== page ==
by Simon S
Instead of our future start-up companies requiring expensive data centers before we even begin making money, entrepreneurs today can turn to cost-efficient virtual hosts that offer flexibility in a way never conceived before.
“In the planning stages, ShareThis, a startup, realized that potential success would mean that it would have to establish a data center—and pay for provisioning the infrastructure—before its business took off.” Instead, though, it turned to one of Amazon’s new virtual hosting platform.
“The much-discussed but often not-fully-understood EC2 technology is part of Amazon’s Web Services infrastructure… With EC2, companies can provision a number of virtual computers—depending on their immediate processing needs—to crunch numbers and only have to pay for what they use.”
Amazon EC2 allows for a great deal of flexibility, but that also entails all of the security concerns any other data center needs to worry about. “Companies that deploy applications on Amazon’s EC2 must also be aware of the security considerations. EC2 instances have to secured, just like any other server connected to the Internet.”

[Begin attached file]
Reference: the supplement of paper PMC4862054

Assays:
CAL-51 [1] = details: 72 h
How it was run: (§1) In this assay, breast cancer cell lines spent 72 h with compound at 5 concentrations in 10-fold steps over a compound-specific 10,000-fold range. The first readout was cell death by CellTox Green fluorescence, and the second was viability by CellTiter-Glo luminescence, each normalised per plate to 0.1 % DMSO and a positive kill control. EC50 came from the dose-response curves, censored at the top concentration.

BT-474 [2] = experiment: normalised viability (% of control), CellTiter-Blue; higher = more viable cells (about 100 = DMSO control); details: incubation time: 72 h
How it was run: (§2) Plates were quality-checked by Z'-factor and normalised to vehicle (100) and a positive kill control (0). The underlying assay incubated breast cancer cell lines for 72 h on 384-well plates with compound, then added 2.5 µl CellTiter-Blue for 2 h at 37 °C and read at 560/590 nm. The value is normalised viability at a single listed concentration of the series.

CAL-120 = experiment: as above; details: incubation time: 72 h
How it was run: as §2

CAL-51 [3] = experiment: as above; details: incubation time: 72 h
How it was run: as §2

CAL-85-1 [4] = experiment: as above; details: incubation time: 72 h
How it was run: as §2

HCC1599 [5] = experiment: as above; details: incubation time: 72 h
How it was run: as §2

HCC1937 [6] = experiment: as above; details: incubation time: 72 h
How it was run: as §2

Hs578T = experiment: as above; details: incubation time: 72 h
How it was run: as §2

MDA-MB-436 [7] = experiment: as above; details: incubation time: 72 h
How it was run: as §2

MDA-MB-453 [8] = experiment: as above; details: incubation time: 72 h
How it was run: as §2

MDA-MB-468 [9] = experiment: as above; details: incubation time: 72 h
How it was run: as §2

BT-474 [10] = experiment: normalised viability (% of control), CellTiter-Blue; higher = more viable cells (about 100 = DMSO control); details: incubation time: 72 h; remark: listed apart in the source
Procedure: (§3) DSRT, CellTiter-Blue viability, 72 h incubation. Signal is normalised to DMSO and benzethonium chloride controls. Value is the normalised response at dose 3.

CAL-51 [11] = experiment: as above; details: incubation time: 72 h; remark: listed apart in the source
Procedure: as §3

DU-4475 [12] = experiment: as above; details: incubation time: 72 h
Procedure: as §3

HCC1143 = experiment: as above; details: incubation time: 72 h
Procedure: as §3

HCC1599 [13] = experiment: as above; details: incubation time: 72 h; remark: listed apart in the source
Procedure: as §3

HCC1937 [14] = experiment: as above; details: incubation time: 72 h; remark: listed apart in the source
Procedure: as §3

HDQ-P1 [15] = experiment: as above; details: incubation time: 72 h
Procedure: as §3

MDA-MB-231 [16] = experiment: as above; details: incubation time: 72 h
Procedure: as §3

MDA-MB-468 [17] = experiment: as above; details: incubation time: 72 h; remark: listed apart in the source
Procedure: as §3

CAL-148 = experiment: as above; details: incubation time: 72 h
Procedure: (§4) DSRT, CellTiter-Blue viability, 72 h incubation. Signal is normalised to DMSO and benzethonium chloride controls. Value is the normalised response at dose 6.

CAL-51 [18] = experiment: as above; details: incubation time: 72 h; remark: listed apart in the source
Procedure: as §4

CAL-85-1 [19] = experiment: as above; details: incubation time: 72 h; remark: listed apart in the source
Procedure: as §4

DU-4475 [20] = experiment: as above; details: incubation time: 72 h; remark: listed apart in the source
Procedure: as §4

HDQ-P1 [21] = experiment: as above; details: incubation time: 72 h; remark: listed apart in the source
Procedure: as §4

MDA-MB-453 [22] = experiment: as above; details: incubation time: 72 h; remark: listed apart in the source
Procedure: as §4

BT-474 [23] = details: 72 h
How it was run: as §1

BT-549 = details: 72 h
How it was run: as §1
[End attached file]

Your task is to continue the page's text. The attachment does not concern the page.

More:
One of the greatest barriers to entry in the technology sector is the technology itself. Data centers are expensive to purchase, build, and operate. They take a huge investment in money, as well as time. Those are two things entrepreneurs find they never have enough of.
The drawbacks are that with the flexibility gained from not being limited in a shared hosting platform, you now still have to concern yourself with security concerns that some are shielded from.
I believe that Amazon’s offerings, which now have competition from several other companies like Microsoft and Google, are the next step in the future of web development on all scales. Instead of companies worrying about the technological aspect of making sure their servers work, they now only need to be concerned about their applications and content.
1. This blog post took me roughly 30 mins.
2. I read 4 blog posts by my classmates this week.
3. Time spent on comments: 5 minutes each.